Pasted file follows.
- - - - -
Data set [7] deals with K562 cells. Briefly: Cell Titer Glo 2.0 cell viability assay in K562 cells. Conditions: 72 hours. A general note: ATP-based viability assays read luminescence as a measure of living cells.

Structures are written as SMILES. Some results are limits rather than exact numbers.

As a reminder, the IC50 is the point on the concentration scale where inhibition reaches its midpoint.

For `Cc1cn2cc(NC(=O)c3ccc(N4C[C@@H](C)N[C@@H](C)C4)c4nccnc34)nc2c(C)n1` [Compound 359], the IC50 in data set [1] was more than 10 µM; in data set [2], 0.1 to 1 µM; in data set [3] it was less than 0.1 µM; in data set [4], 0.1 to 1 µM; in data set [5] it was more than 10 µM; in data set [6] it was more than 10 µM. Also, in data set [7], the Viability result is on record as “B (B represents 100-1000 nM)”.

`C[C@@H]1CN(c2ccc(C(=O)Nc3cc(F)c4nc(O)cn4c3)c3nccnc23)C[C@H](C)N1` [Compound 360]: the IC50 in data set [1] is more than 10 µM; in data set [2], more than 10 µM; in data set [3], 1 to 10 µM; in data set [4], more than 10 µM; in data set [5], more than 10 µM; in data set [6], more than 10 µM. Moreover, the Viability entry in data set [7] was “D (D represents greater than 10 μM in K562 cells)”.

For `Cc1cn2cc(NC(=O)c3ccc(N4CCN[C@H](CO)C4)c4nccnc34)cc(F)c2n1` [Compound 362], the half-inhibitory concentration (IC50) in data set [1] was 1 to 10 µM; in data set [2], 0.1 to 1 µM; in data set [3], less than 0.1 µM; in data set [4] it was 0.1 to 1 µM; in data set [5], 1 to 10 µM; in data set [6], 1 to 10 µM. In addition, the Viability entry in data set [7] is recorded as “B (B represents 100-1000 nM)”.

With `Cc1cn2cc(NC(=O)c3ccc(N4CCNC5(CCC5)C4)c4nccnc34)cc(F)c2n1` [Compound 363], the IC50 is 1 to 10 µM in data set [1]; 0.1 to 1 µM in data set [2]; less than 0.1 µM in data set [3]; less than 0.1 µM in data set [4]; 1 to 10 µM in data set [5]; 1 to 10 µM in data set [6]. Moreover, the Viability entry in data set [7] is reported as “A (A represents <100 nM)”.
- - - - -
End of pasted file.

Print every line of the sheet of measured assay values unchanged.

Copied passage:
Data set [7] deals with K562 cells. Briefly: Cell Titer Glo 2.0 cell viability assay in K562 cells. Conditions: 72 hours. A general note: ATP-based viability assays read luminescence as a measure of living cells.

Structures are written as SMILES. Some results are limits rather than exact numbers.

As a reminder, the IC50 is the point on the concentration scale where inhibition reaches its midpoint.

For `Cc1cn2cc(NC(=O)c3ccc(N4C[C@@H](C)N[C@@H](C)C4)c4nccnc34)nc2c(C)n1` [Compound 359], the IC50 in data set [1] was more than 10 µM; in data set [2], 0.1 to 1 µM; in data set [3] it was less than 0.1 µM; in data set [4], 0.1 to 1 µM; in data set [5] it was more than 10 µM; in data set [6] it was more than 10 µM. Also, in data set [7], the Viability result is on record as “B (B represents 100-1000 nM)”.

`C[C@@H]1CN(c2ccc(C(=O)Nc3cc(F)c4nc(O)cn4c3)c3nccnc23)C[C@H](C)N1` [Compound 360]: the IC50 in data set [1] is more than 10 µM; in data set [2], more than 10 µM; in data set [3], 1 to 10 µM; in data set [4], more than 10 µM; in data set [5], more than 10 µM; in data set [6], more than 10 µM. Moreover, the Viability entry in data set [7] was “D (D represents greater than 10 μM in K562 cells)”.

For `Cc1cn2cc(NC(=O)c3ccc(N4CCN[C@H](CO)C4)c4nccnc34)cc(F)c2n1` [Compound 362], the half-inhibitory concentration (IC50) in data set [1] was 1 to 10 µM; in data set [2], 0.1 to 1 µM; in data set [3], less than 0.1 µM; in data set [4] it was 0.1 to 1 µM; in data set [5], 1 to 10 µM; in data set [6], 1 to 10 µM. In addition, the Viability entry in data set [7] is recorded as “B (B represents 100-1000 nM)”.

With `Cc1cn2cc(NC(=O)c3ccc(N4CCNC5(CCC5)C4)c4nccnc34)cc(F)c2n1` [Compound 363], the IC50 is 1 to 10 µM in data set [1]; 0.1 to 1 µM in data set [2]; less than 0.1 µM in data set [3]; less than 0.1 µM in data set [4]; 1 to 10 µM in data set [5]; 1 to 10 µM in data set [6]. Moreover, the Viability entry in data set [7] is reported as “A (A represents <100 nM)”.